Russia's total ad spending in 2010 was $4.2bn - more than 10 times that of Ukraine's, the second largest in the region with a third of the population - and has been growing by 25-30% a year. The crisis took the edge off this ballistic growth, when the total ad spending in Russia fell 18% in ruble terms in 2008 and by more than 40% in dollar terms, but Kudryashov reckons it will have recovered all the ground lost by the end of this year.
And there's still a lot of room for growth: in the West the total amount of GDP spent on ads is typically equivalent to 1.0-1.5%. Russia's spending hit a peak in 2008 of 0.7%, but fell back to 0.5% in 2010. "The Russian market is large in size, but still immature in nature," he says. "In the West, cars and financial services are amongst the top-five biggest spenders, but in Russia these products only account for 2% of the total spend - of course this will be a major source of growth as these areas develop."
All this makes CTC a valuable proposition. Nadeem Moulvi, an equity research analyst, picks CTC as one his top-10 growth stocks. He says the company should grow its profits at an annual rate of 60% compared with the 19% growth rate of the wider US broadcasting and cable TV industry. The company is debt free and has maintained a net profit margin of 24% during the past five years, he says.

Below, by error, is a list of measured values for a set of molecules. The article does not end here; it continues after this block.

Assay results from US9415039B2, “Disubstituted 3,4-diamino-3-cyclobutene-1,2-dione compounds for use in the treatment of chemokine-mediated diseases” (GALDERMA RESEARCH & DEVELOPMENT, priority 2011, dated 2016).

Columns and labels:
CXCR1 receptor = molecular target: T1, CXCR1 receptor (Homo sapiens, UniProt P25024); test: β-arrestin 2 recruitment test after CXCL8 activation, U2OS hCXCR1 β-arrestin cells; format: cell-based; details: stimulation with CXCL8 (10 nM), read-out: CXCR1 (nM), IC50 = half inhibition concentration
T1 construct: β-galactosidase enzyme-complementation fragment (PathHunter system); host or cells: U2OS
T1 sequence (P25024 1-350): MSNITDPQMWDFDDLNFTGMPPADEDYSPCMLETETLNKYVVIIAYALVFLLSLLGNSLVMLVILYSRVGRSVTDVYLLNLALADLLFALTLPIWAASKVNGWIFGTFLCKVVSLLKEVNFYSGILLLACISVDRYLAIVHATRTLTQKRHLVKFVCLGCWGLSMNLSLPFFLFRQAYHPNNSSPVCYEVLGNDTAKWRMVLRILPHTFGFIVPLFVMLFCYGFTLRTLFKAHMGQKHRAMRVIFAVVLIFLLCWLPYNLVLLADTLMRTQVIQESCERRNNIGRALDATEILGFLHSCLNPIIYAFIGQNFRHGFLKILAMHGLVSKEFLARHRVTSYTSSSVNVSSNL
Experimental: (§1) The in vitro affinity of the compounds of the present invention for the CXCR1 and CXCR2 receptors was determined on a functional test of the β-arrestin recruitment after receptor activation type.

CTC began life as a small broadcaster in St Petersburg in 1994 and only went nationwide in 1996. Things started to move fast for the company when Modern Times bought out the founders in 1999 and then brought in Alfa in 2003. This investment cycle culminated in an IPO on Nasdaq in 2006 that raised $200m, which provided the funds for a rapid expansion and a string of acquisitions including two more broadcasters - Domashny, the only channel in Russia to specifically target women, and DTV, which specialises in reality tv - as well as some production companies to produce content in-house.